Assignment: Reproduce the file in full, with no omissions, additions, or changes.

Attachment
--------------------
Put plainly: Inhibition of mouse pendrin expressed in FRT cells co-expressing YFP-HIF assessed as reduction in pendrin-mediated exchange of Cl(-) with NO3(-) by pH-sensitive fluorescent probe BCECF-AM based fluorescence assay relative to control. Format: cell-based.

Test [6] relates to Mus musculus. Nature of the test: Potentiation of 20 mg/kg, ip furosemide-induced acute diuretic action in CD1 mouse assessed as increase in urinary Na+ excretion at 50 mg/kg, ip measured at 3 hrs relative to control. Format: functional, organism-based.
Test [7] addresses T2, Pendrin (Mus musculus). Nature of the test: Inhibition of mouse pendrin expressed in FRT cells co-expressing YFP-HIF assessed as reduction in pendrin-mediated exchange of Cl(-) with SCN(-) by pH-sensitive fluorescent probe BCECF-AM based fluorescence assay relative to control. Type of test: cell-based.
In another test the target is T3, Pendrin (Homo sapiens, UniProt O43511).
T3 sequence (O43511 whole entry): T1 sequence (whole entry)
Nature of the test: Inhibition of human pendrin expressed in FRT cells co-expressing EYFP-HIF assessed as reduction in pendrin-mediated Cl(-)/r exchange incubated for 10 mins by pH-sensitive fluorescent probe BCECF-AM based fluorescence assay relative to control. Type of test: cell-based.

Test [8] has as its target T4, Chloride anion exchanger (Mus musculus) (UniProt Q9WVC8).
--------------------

Put plainly: Inhibition of mouse pendrin expressed in FRT cells co-expressing YFP-HIF assessed as reduction in pendrin-mediated exchange of Cl(-) with NO3(-) by pH-sensitive fluorescent probe BCECF-AM based fluorescence assay relative to control. Format: cell-based.

Test [6] relates to Mus musculus. Nature of the test: Potentiation of 20 mg/kg, ip furosemide-induced acute diuretic action in CD1 mouse assessed as increase in urinary Na+ excretion at 50 mg/kg, ip measured at 3 hrs relative to control. Format: functional, organism-based.
Test [7] addresses T2, Pendrin (Mus musculus). Nature of the test: Inhibition of mouse pendrin expressed in FRT cells co-expressing YFP-HIF assessed as reduction in pendrin-mediated exchange of Cl(-) with SCN(-) by pH-sensitive fluorescent probe BCECF-AM based fluorescence assay relative to control. Type of test: cell-based.
In another test the target is T3, Pendrin (Homo sapiens, UniProt O43511).
T3 sequence (O43511 whole entry): T1 sequence (whole entry)
Nature of the test: Inhibition of human pendrin expressed in FRT cells co-expressing EYFP-HIF assessed as reduction in pendrin-mediated Cl(-)/r exchange incubated for 10 mins by pH-sensitive fluorescent probe BCECF-AM based fluorescence assay relative to control. Type of test: cell-based.

Test [8] has as its target T4, Chloride anion exchanger (Mus musculus) (UniProt Q9WVC8).